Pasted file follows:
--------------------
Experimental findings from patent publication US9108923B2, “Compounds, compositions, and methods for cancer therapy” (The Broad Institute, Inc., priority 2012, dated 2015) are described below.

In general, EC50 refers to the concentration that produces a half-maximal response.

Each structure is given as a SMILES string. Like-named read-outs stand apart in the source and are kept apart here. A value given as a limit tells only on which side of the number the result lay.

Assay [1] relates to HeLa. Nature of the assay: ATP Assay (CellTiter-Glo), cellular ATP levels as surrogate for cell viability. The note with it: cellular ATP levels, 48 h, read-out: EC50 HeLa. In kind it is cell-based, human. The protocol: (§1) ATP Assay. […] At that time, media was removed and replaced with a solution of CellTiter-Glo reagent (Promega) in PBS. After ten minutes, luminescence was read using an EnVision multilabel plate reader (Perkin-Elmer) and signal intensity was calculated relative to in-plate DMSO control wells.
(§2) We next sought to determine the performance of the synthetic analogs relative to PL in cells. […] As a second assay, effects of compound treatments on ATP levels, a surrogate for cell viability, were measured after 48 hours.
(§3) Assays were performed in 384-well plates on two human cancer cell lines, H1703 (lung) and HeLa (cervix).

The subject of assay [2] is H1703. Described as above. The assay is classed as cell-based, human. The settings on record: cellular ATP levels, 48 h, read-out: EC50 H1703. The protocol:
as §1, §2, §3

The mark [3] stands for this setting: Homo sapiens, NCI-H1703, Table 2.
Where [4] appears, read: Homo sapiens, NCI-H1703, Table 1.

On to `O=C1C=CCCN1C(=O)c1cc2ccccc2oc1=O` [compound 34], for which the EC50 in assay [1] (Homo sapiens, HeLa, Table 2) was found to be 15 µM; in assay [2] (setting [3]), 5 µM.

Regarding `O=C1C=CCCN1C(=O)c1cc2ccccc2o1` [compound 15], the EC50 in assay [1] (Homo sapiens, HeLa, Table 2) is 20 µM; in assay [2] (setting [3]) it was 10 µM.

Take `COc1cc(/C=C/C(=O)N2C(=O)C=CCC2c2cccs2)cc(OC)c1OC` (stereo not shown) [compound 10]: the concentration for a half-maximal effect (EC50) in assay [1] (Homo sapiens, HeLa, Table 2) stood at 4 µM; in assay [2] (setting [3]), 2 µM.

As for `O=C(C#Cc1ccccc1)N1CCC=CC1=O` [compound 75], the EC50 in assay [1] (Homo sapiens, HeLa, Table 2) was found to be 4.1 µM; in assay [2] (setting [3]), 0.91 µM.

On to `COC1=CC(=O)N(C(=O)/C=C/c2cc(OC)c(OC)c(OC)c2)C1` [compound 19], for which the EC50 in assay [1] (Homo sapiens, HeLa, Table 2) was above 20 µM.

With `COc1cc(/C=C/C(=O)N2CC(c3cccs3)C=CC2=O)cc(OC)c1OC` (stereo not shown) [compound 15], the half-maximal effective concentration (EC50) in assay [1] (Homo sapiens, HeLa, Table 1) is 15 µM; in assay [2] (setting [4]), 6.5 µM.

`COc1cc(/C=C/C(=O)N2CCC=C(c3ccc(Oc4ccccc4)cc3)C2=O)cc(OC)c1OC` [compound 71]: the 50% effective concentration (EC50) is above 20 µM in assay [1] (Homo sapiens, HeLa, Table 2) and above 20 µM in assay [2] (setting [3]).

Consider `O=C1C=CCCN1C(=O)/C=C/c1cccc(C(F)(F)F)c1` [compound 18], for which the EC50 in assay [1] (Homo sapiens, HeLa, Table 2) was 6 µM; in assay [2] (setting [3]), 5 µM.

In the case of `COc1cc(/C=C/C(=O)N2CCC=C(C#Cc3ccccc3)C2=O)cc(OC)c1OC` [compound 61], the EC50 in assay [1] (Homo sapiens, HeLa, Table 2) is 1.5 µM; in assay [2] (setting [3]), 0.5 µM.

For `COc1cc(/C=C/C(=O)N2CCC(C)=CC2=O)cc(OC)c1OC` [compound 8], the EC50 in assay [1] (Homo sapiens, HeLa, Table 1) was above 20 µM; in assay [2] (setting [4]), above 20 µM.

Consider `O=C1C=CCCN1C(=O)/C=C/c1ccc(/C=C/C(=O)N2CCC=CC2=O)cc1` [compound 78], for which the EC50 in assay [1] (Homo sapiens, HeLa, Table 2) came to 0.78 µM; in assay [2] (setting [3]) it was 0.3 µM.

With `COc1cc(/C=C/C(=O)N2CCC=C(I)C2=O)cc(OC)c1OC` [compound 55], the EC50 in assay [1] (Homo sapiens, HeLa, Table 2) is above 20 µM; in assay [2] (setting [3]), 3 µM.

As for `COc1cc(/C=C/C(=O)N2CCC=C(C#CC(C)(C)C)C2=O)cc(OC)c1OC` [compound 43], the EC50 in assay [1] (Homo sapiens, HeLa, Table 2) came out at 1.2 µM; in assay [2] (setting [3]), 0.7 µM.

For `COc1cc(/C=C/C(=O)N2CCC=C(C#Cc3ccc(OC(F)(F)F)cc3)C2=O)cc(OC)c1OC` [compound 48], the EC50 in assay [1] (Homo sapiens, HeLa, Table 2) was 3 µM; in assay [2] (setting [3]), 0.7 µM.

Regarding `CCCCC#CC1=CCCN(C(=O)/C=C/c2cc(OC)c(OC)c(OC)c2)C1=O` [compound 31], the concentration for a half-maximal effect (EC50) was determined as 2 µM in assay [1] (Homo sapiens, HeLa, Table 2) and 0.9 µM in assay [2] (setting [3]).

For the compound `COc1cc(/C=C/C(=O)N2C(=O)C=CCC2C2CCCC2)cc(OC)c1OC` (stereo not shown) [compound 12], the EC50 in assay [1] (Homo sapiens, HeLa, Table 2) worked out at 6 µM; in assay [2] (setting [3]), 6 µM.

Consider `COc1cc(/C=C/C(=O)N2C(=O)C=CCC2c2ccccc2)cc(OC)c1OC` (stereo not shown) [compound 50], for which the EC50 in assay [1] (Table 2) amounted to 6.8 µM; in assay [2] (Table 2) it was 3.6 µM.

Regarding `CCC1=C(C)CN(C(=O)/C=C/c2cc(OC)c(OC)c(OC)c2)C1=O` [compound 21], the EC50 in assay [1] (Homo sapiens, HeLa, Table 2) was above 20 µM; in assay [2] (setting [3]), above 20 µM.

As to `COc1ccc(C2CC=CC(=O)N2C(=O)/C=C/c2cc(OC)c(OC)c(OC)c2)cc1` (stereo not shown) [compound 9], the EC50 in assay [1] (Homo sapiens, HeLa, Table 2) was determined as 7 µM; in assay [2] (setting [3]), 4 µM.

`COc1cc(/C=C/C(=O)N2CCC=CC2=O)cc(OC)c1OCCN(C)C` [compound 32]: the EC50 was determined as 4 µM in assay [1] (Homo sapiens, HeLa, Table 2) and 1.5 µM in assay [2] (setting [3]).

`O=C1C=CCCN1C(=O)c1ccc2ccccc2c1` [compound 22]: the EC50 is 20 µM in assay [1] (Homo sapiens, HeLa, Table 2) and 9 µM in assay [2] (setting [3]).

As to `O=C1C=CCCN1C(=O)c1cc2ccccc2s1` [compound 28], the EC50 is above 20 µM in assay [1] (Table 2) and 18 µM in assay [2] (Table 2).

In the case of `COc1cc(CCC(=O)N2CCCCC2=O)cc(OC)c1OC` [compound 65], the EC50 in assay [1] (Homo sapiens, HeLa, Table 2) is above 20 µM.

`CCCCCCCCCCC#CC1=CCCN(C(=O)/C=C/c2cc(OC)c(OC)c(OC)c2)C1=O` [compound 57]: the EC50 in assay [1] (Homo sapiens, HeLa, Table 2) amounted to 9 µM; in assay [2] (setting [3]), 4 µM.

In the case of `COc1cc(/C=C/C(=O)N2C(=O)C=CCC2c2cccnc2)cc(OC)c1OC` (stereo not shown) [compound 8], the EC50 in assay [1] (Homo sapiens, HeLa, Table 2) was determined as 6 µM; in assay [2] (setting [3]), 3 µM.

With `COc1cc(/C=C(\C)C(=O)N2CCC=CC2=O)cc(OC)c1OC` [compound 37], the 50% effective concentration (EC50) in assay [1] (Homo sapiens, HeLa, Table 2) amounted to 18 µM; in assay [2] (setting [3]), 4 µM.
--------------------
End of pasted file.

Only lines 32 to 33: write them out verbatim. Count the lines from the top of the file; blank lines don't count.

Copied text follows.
As to `O=C1C=CCCN1C(=O)c1cc2ccccc2s1` [compound 28], the EC50 is above 20 µM in assay [1] (Table 2) and 18 µM in assay [2] (Table 2).

In the case of `COc1cc(CCC(=O)N2CCCCC2=O)cc(OC)c1OC` [compound 65], the EC50 in assay [1] (Homo sapiens, HeLa, Table 2) is above 20 µM.